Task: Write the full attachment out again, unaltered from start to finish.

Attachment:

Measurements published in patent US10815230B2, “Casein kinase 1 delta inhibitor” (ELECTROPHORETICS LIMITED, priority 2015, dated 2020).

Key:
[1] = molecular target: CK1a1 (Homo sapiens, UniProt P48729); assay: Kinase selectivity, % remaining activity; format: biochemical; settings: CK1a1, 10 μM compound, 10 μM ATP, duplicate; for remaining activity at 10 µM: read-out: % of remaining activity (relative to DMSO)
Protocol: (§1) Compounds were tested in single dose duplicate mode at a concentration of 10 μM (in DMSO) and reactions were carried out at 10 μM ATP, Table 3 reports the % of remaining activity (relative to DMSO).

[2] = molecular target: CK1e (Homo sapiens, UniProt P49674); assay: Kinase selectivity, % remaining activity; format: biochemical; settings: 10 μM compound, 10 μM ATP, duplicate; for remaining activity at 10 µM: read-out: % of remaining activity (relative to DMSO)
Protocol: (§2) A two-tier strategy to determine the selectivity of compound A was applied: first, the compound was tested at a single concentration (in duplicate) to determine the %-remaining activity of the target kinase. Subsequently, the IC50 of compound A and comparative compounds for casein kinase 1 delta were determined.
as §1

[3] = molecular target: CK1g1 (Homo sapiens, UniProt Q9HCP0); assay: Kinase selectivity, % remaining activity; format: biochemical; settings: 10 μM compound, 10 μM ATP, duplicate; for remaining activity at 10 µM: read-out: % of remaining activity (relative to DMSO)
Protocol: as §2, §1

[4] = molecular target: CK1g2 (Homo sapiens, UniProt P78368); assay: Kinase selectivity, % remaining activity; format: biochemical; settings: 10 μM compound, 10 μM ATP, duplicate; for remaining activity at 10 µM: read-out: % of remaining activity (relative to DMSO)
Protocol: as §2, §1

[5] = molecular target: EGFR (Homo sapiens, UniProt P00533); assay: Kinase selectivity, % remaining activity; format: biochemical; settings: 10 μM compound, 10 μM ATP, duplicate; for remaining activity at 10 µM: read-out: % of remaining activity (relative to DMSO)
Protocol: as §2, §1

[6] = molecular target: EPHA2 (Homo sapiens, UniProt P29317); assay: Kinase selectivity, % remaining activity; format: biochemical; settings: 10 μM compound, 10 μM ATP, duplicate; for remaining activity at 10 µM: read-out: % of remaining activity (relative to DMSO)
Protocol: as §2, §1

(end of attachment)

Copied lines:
Measurements published in patent US10815230B2, “Casein kinase 1 delta inhibitor” (ELECTROPHORETICS LIMITED, priority 2015, dated 2020).

Key:
[1] = molecular target: CK1a1 (Homo sapiens, UniProt P48729); assay: Kinase selectivity, % remaining activity; format: biochemical; settings: CK1a1, 10 μM compound, 10 μM ATP, duplicate; for remaining activity at 10 µM: read-out: % of remaining activity (relative to DMSO)
Protocol: (§1) Compounds were tested in single dose duplicate mode at a concentration of 10 μM (in DMSO) and reactions were carried out at 10 μM ATP, Table 3 reports the % of remaining activity (relative to DMSO).

[2] = molecular target: CK1e (Homo sapiens, UniProt P49674); assay: Kinase selectivity, % remaining activity; format: biochemical; settings: 10 μM compound, 10 μM ATP, duplicate; for remaining activity at 10 µM: read-out: % of remaining activity (relative to DMSO)
Protocol: (§2) A two-tier strategy to determine the selectivity of compound A was applied: first, the compound was tested at a single concentration (in duplicate) to determine the %-remaining activity of the target kinase. Subsequently, the IC50 of compound A and comparative compounds for casein kinase 1 delta were determined.
as §1

[3] = molecular target: CK1g1 (Homo sapiens, UniProt Q9HCP0); assay: Kinase selectivity, % remaining activity; format: biochemical; settings: 10 μM compound, 10 μM ATP, duplicate; for remaining activity at 10 µM: read-out: % of remaining activity (relative to DMSO)
Protocol: as §2, §1

[4] = molecular target: CK1g2 (Homo sapiens, UniProt P78368); assay: Kinase selectivity, % remaining activity; format: biochemical; settings: 10 μM compound, 10 μM ATP, duplicate; for remaining activity at 10 µM: read-out: % of remaining activity (relative to DMSO)
Protocol: as §2, §1

[5] = molecular target: EGFR (Homo sapiens, UniProt P00533); assay: Kinase selectivity, % remaining activity; format: biochemical; settings: 10 μM compound, 10 μM ATP, duplicate; for remaining activity at 10 µM: read-out: % of remaining activity (relative to DMSO)
Protocol: as §2, §1

[6] = molecular target: EPHA2 (Homo sapiens, UniProt P29317); assay: Kinase selectivity, % remaining activity; format: biochemical; settings: 10 μM compound, 10 μM ATP, duplicate; for remaining activity at 10 µM: read-out: % of remaining activity (relative to DMSO)
Protocol: as §2, §1